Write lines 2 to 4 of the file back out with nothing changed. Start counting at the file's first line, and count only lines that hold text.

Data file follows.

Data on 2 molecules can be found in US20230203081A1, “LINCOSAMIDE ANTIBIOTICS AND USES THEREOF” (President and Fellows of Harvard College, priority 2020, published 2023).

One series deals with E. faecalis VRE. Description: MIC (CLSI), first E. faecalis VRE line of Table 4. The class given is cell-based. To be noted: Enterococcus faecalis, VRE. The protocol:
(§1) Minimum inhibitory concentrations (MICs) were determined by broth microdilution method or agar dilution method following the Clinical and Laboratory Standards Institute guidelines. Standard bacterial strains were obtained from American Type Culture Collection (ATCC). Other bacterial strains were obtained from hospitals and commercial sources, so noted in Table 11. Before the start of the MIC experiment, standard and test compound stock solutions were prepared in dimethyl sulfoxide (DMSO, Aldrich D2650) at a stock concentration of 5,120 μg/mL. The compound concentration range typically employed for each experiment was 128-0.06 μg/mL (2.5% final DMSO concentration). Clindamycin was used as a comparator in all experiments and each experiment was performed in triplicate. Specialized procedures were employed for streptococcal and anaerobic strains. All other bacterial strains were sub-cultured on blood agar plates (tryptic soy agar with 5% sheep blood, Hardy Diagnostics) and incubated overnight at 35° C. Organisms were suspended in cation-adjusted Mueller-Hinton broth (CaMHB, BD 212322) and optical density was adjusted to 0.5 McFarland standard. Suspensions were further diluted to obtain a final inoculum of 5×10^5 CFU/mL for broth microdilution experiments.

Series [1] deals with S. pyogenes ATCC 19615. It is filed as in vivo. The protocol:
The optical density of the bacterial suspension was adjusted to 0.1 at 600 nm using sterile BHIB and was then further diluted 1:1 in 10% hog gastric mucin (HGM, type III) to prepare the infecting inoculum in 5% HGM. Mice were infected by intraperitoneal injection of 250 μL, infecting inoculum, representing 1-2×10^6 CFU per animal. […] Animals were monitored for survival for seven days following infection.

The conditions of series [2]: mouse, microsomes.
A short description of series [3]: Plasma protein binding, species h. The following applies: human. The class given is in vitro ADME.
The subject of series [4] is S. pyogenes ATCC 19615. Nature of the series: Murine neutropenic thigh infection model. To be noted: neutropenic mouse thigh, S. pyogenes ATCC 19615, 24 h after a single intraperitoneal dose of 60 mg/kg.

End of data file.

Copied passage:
One series deals with E. faecalis VRE. Description: MIC (CLSI), first E. faecalis VRE line of Table 4. The class given is cell-based. To be noted: Enterococcus faecalis, VRE. The protocol:
(§1) Minimum inhibitory concentrations (MICs) were determined by broth microdilution method or agar dilution method following the Clinical and Laboratory Standards Institute guidelines. Standard bacterial strains were obtained from American Type Culture Collection (ATCC). Other bacterial strains were obtained from hospitals and commercial sources, so noted in Table 11. Before the start of the MIC experiment, standard and test compound stock solutions were prepared in dimethyl sulfoxide (DMSO, Aldrich D2650) at a stock concentration of 5,120 μg/mL. The compound concentration range typically employed for each experiment was 128-0.06 μg/mL (2.5% final DMSO concentration). Clindamycin was used as a comparator in all experiments and each experiment was performed in triplicate. Specialized procedures were employed for streptococcal and anaerobic strains. All other bacterial strains were sub-cultured on blood agar plates (tryptic soy agar with 5% sheep blood, Hardy Diagnostics) and incubated overnight at 35° C. Organisms were suspended in cation-adjusted Mueller-Hinton broth (CaMHB, BD 212322) and optical density was adjusted to 0.5 McFarland standard. Suspensions were further diluted to obtain a final inoculum of 5×10^5 CFU/mL for broth microdilution experiments.

Series [1] deals with S. pyogenes ATCC 19615. It is filed as in vivo. The protocol: